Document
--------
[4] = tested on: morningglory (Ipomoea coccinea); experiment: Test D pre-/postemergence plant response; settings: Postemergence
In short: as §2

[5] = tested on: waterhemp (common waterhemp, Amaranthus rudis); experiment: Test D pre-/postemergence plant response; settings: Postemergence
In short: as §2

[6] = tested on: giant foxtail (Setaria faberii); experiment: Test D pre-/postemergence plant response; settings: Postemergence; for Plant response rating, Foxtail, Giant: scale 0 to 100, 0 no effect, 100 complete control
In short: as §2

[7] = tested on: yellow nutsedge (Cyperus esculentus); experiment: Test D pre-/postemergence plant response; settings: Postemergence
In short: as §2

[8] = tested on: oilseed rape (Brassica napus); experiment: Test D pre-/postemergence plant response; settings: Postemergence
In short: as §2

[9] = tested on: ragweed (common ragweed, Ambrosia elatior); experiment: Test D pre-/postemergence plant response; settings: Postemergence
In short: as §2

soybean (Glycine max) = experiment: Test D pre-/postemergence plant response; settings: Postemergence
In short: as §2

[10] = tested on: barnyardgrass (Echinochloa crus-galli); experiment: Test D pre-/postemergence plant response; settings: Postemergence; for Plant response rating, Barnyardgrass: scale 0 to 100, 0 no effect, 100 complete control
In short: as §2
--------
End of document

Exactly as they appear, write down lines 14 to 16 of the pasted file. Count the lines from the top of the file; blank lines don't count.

In short: as §2

[10] = tested on: barnyardgrass (Echinochloa crus-galli); experiment: Test D pre-/postemergence plant response; settings: Postemergence; for Plant response rating, Barnyardgrass: scale 0 to 100, 0 no effect, 100 complete control
In short: as §2